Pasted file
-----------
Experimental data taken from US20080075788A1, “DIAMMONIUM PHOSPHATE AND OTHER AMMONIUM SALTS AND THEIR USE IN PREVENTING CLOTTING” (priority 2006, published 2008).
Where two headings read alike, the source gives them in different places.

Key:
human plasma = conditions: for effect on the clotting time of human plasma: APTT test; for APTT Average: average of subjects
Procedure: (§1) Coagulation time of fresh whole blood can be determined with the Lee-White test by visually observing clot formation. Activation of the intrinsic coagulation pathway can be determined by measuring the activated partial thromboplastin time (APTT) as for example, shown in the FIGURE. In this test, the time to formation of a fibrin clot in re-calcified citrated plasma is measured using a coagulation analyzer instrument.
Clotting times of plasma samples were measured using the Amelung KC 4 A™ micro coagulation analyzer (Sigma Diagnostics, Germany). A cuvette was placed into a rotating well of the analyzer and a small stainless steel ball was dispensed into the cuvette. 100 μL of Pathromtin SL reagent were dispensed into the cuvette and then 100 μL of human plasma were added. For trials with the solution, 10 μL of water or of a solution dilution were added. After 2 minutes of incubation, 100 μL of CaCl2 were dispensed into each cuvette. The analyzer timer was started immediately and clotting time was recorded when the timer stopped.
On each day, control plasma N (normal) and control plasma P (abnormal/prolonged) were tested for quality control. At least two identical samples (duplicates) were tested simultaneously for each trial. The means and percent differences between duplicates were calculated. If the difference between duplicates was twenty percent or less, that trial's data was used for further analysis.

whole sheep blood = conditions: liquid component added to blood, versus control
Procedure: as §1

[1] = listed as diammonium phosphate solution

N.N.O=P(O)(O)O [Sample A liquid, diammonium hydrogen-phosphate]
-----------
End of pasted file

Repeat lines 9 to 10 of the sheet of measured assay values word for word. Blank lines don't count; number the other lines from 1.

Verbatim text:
Procedure: as §1

[1] = listed as diammonium phosphate solution